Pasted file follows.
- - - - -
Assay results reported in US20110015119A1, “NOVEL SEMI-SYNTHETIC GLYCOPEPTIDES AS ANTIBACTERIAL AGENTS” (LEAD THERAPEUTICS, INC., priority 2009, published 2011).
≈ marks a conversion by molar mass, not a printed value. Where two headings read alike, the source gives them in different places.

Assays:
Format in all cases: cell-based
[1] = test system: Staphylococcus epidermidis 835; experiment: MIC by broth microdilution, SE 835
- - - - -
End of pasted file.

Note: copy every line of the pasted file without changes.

Assay results reported in US20110015119A1, “NOVEL SEMI-SYNTHETIC GLYCOPEPTIDES AS ANTIBACTERIAL AGENTS” (LEAD THERAPEUTICS, INC., priority 2009, published 2011).
≈ marks a conversion by molar mass, not a printed value. Where two headings read alike, the source gives them in different places.

Assays:
Format in all cases: cell-based
[1] = test system: Staphylococcus epidermidis 835; experiment: MIC by broth microdilution, SE 835